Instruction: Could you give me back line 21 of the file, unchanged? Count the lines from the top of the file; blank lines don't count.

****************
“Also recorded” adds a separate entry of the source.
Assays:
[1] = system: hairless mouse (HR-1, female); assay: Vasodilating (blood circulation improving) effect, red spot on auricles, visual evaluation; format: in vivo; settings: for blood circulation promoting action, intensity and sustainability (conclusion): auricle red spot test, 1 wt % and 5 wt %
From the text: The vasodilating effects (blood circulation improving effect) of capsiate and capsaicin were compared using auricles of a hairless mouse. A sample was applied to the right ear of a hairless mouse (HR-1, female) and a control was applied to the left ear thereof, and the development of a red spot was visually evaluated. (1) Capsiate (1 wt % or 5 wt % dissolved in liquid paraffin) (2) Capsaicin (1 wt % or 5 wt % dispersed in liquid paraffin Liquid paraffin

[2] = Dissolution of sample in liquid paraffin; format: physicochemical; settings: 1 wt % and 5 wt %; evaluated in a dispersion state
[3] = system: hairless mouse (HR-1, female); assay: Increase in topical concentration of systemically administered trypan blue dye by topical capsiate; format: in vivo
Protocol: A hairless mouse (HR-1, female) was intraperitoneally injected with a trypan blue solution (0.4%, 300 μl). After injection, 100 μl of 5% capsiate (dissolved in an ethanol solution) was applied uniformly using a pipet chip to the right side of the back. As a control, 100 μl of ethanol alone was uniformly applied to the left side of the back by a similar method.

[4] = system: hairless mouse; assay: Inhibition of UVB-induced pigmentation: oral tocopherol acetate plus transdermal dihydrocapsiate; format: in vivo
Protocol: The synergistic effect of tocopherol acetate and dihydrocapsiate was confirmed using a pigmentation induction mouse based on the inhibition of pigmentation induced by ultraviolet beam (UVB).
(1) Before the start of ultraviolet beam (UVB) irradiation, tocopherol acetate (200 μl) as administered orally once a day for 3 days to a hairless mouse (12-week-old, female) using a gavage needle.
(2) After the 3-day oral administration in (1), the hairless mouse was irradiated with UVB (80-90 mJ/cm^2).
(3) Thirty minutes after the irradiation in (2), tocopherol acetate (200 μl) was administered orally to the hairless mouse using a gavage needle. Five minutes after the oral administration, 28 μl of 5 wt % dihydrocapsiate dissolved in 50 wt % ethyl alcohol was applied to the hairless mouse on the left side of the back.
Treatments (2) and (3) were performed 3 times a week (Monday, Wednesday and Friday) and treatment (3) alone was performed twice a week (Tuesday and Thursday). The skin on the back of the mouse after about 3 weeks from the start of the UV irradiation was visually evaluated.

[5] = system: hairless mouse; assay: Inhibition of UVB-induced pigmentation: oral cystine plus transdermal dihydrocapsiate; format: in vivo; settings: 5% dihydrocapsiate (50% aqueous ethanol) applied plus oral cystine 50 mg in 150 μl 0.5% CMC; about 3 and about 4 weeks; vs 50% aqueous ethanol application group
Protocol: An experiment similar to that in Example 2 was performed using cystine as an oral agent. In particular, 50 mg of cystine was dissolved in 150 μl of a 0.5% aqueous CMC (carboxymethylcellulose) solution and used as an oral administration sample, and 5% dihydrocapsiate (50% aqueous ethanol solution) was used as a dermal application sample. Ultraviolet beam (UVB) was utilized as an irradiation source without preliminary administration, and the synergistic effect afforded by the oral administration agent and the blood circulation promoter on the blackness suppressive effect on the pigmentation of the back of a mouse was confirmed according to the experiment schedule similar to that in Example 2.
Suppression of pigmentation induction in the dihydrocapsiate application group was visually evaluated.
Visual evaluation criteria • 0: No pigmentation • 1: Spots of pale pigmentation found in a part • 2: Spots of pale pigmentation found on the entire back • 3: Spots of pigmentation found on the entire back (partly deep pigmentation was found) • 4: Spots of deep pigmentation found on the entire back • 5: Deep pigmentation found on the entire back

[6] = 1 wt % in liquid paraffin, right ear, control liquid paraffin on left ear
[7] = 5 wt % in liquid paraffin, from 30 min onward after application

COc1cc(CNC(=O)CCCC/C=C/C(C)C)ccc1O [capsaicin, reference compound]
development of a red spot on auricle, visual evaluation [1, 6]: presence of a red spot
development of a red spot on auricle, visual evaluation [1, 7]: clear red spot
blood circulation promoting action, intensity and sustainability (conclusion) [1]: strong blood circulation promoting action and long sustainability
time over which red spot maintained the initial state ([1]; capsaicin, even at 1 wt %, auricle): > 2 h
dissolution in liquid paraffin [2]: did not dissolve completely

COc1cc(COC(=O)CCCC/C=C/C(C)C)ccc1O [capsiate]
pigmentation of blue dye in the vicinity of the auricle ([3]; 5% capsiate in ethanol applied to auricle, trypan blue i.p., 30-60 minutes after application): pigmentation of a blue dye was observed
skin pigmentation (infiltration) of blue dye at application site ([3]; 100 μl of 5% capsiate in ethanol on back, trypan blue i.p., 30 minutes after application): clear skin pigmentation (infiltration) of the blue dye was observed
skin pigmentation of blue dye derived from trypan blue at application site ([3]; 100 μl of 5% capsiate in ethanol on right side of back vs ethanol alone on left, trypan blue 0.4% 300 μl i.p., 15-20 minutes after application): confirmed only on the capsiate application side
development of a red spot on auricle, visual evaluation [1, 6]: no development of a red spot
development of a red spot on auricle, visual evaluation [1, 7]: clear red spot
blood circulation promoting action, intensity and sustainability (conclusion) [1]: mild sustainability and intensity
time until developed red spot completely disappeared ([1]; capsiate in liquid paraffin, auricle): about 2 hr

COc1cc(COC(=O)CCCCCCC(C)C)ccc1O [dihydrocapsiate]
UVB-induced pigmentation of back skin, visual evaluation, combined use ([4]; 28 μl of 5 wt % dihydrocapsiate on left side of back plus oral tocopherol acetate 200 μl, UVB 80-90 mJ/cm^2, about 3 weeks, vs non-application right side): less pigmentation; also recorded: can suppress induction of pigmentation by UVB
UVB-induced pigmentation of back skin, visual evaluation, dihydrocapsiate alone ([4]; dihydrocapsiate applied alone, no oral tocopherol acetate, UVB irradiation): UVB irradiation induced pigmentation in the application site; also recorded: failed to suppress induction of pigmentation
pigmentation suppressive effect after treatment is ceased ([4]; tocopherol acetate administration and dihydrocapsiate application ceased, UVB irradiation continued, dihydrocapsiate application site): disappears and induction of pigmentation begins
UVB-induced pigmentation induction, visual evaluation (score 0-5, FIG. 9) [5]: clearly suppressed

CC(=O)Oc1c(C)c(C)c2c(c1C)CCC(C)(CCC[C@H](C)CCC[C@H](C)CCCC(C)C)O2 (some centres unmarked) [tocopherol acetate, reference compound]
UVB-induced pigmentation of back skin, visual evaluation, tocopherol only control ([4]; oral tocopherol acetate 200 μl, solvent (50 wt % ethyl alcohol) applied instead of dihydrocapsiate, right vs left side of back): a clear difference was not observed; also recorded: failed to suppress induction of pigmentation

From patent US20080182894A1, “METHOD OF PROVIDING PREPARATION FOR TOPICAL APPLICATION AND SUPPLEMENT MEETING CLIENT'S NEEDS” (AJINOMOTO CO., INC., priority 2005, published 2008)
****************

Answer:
development of a red spot on auricle, visual evaluation [1, 6]: presence of a red spot